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Archive for July, 2012

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How to Invest for Income – Consider Preferred shares

It can be difficult for investors to find more income in a world where many investments are now paying close to zero percent returns.

Preferred shares are an interesting diversification for any investment portfolio that are often overlooked.

Preferred shares also go by the name of “preferred stock” or “preference shares”.

Preferred stock usually carries no voting rights, but usually pay a dividend. The term “preferred” is applied because this class of shares has rights that are above those of ordinary stock.

There are both advantages and disadvantages to preferred shares.

Advantages

– A higher yield than an ordinary stock – preferred shares are routinely paying around 6-7% yield

– Preferred shares dividends must be paid in full before any dividends are paid to ordinary shares

– In the event of a corporate bankruptcy, preferred shares are ahead of common shareholders – although in reality if a company is liquidated it is rare for preference shareholders to receive any substantial return of capital

– In a volatile market, preferred shares tend to drop less in value when a market declines

Disadvantages

– Preferred share values are similar to bonds in that they are sensitive to interest rates changes . Ie – If interest rates go up, then share valuations of preferred stocks will usually decline (and vice versa). This is due to the fixed nature of the preferred shares dividends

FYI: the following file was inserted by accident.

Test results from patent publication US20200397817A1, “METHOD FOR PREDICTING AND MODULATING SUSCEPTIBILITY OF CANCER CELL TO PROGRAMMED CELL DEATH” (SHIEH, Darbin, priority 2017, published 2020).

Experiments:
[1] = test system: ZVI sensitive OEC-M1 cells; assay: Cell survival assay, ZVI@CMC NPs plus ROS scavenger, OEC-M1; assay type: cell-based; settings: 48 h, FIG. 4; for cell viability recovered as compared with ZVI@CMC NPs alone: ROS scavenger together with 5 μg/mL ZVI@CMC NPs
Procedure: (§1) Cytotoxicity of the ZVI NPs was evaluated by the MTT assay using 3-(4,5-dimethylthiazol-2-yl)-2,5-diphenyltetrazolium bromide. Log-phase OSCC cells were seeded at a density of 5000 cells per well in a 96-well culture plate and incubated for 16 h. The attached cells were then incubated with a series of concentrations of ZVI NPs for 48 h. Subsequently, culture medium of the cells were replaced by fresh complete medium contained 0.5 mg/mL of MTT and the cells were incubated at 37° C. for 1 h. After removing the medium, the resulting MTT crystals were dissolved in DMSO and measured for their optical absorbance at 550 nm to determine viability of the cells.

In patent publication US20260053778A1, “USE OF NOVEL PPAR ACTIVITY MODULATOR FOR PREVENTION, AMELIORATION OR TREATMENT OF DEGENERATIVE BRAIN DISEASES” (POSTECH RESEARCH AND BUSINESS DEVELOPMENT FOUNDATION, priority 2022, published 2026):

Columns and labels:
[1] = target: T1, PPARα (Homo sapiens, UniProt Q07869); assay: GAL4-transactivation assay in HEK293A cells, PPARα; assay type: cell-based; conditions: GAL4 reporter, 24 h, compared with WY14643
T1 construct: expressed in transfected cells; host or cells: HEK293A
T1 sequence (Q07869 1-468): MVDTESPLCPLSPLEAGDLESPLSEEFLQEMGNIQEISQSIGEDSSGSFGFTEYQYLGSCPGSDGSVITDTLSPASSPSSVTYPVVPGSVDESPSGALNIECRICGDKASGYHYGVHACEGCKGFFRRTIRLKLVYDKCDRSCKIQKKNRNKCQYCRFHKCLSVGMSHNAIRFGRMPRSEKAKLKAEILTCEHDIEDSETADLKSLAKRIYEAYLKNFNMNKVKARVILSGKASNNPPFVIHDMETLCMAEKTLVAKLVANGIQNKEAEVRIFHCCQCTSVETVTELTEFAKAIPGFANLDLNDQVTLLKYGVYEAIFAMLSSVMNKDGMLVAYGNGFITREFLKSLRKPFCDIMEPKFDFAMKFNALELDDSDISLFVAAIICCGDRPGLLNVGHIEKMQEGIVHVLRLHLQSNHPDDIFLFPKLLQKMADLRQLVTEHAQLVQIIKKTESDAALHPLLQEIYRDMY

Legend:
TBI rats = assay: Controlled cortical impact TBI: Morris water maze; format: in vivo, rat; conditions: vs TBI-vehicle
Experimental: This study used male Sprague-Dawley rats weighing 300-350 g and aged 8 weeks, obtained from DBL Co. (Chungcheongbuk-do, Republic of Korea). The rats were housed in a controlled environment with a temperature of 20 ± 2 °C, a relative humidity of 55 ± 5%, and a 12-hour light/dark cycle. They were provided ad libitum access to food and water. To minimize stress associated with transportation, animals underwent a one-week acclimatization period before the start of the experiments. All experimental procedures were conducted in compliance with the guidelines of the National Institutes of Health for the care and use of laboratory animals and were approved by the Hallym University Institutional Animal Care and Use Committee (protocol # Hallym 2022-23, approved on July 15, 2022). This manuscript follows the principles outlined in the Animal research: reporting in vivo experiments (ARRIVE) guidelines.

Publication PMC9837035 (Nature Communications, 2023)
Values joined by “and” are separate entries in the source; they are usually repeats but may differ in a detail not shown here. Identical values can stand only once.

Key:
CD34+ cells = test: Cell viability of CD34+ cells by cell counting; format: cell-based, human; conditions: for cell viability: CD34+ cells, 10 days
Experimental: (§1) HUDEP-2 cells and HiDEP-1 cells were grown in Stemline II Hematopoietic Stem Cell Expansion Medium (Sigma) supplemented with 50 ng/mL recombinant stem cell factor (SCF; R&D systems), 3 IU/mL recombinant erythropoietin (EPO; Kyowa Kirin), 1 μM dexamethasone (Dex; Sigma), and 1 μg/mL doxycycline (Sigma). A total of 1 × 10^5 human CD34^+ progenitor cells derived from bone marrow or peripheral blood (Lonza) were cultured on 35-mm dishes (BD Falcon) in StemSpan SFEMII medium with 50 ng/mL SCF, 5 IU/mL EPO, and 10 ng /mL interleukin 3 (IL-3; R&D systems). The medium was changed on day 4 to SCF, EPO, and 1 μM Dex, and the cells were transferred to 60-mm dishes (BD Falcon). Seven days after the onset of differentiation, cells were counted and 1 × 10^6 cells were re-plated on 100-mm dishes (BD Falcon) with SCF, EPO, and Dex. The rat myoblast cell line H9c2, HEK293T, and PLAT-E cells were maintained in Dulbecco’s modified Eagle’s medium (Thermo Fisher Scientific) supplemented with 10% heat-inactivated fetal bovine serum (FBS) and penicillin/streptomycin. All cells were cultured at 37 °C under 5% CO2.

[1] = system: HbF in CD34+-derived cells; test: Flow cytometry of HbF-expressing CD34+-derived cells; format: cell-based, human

– Unlike bonds, preferred shares do not have a maturity date so the holder will not receive a return of the investment principle at the end of a given time. This means in a period of high and increasing interest rates, the value of preferred shares will continue to decline.

When to hold Preferred Stocks

Preferred stocks should be part of a well diversified income portfolio. These should combine with a laddered bond portfolio of differing maturity dates, risk and yields.

How to invest in Preferred Stocks

There are two choices when investing in preferred shares. Either preferred shares in individual companies can be held, or alternatively ETF’s can be used to hold a basket of preferred stocks with minimum administration. A good example of this is the iShares S&P US Pref Stock Idx Fnd (ETF) which goes by the trading symbol “PFF”.

Accountants Ongar – Transform AccountingEssex Accountants

Disclaimer – The information presented in this article is intended for education purposes and is not intended to be used as the sole basis for any investment decision nor should it be construed as advice intended to meet the investment needs of any investor. The author may hold positions referred to in this article. Please perform your own research or contact a qualified financial adviser prior to making any investment decisions.

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Investment tips – Why Position Sizing is key to any investment portfolio

An individual investment portfolio will at any time be comprised of a number of positions, and usually an element of cash waiting on the side lines for investing opportunities.

But when you have a conviction for an investment opportunity, have completed your research and are ready to put on a trade, all investors are faced with the question of how large a position to take in any single investment.

How you size your stock trading position can be equally as important than the actual trades you make.